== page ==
Ghost Recon Wildlands is what it would be like if Disney World had a section called Shootland. A swathe of geography dedicated to the theme of shooting guns, expensive looking, consisting of simple and contrived thrills interspersed with waiting in line, built to impress in a compressed burst rather than entertain over the long run. Great place to visit, sure.
But not much of a game. Continue reading →
The last twenty years of boardgame design have taught us that there is a lot more to do with dice and cardboard than rolling to see whether or not you end up on Park Place. But to some extent this progress has enforced a sort of orthodoxy: games have to have brisk pacing, constant interactivity, and victory conditions that give first-time players a decent chance of winning, or they get quickly relegated to the shelf in favor of the latest hotness (unless they have cool miniatures, in which case apparently all faults are forgiven).
So what if a game gave you none of these, and on top of it, had a somber theme that would probably put off half the people to glance at the box? How about if it also condemned you a lot of solitary mucking about without a clear way to achieve your objective, only to have a chance to win come and go so fast you didn’t even get to plan for it, after which you settled into the despair of knowing your best chance to win has come and gone, and thought about all the ways that you could have seized that opportunity? Or instead, you planned carefully and cleverly for an opportunity that never happened? Welcome to Black Orchestra, a fantastic game that breaks many of the rules of Euro game design that we’ve swallowed without question for twenty years.
Quite literally, welcome to the resistance. Continue reading →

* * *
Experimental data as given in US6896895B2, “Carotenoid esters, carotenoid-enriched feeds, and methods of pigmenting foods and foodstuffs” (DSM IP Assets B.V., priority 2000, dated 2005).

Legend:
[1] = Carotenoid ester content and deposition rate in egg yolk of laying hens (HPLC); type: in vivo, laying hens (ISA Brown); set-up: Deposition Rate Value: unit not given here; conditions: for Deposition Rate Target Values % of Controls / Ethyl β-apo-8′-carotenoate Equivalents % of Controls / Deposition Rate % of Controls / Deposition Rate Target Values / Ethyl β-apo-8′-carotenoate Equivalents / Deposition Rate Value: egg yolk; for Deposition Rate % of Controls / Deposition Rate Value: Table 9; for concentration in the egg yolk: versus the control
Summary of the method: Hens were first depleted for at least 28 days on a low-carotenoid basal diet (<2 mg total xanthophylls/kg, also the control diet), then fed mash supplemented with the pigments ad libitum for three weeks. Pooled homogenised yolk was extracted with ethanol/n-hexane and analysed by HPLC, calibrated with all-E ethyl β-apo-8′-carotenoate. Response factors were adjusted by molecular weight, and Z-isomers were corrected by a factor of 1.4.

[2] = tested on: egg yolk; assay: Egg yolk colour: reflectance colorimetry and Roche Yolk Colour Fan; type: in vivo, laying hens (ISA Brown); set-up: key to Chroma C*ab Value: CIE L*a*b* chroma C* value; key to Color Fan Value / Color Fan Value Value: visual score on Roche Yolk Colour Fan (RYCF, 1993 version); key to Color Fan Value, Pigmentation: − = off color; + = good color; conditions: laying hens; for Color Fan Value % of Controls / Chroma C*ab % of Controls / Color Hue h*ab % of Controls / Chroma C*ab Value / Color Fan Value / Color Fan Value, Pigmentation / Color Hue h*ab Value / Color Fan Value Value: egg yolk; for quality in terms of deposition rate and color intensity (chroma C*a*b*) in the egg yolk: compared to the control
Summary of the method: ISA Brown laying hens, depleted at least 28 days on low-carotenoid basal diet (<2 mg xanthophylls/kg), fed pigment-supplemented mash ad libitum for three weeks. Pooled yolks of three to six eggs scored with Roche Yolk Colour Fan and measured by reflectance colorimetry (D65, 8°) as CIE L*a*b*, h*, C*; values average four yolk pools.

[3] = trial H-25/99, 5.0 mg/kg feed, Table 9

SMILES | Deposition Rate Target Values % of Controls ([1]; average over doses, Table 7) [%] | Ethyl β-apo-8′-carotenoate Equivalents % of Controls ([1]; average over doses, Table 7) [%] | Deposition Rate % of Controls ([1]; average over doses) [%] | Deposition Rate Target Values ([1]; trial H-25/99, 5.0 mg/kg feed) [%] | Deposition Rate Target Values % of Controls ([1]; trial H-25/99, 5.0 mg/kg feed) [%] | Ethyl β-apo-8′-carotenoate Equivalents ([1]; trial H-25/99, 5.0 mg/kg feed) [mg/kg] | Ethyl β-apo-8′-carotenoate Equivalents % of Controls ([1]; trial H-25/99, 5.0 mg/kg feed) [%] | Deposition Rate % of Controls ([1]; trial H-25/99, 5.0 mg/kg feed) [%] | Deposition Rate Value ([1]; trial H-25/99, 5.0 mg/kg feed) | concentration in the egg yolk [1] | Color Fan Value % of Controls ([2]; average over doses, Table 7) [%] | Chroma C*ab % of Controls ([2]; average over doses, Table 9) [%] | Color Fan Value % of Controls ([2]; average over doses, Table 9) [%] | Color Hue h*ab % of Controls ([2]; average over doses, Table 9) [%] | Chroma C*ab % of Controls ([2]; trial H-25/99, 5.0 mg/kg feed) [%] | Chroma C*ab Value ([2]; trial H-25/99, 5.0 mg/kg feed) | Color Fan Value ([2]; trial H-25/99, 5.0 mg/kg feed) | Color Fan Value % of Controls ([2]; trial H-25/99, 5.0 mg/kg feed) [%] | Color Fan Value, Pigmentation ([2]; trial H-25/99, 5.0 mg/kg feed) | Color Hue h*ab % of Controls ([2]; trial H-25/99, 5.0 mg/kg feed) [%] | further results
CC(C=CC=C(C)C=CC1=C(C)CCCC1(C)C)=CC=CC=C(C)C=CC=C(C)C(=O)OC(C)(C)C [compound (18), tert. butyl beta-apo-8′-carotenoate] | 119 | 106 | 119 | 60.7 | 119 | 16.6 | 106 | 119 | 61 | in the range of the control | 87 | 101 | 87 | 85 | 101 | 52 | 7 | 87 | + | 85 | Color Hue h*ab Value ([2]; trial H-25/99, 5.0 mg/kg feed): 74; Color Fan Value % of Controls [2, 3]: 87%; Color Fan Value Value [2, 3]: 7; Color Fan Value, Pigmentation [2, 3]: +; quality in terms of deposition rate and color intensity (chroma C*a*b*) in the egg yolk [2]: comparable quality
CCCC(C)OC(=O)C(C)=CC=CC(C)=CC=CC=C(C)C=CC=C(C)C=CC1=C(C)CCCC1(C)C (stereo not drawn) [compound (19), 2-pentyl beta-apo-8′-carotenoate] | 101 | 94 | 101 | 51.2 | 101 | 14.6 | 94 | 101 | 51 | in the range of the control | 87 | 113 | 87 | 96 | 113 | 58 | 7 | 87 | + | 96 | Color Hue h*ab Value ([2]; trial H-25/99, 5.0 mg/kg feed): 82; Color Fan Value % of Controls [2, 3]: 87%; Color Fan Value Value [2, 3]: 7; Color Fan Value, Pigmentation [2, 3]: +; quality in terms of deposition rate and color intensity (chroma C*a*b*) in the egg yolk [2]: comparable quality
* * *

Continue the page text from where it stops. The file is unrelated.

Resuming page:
So much loot! More loot after every mission. Loot left over after the last mission. Loot I forgot I had. Panels and panels of colorful little icons, some green, some blue, some a couple of shades of purple, and some that eye-catching orange/yellow. There are even some reds. Reds! The rarest of the rare. Epic, even! No, wait, I think orange/yellow is epic. Red is an artifact, which transcends rarity because rarities are adjectives and an artifact is a noun. Loot, loot, loot! Normally all this treasure would be a cause for celebration.
In Pixel Privateers, an otherwise really good game, it’s cause for a sigh. Continue reading →
Once when my little sister was nervous about flying, I tried to reassure her by explaining that when planes land, they’re literally falling. Planes generate lift by moving forward, with the amount of lift proportional to their speed (I might have even used the word “Bernoulli” while explaining this; I can be a bit of a show-off). If a plane doesn’t have enough speed, it stops generating lift. That’s called stalling. So when a pilot lands an airplane, he doesn’t fire up the engines and point the nose at the runway. That’s called crashing. Instead, he reduces speed until the plane isn’t generating enough lift to stay airborne. Now the plane is falling. Ideally gradually. And ideally onto a surface amenable to airplanes, like a runway. But falling nevertheless. It’s the easiest thing in the world. Falling.
“That’s not reassuring,” she noted. Probably because falling and crashing are synonyms more than falling and landing are synonyms. Continue reading →
Resident Evil 7 has a strong opening, a sagging middle, and a disappointing finale. In other words, it hews closely to the arc of most horror. But to Capcom’s credit, this Resident Evil is taking pages from books it hasn’t previously read. I’m not convinced it understands those pages, but at least it’s attempting something other than the usual roiling mass of black goo with bright orange weak points you have to shoot. For a while at least. It’ll get to that. But before it plods through its sagging middle to its disappointing finale, Resident Evil 7 is at least trying.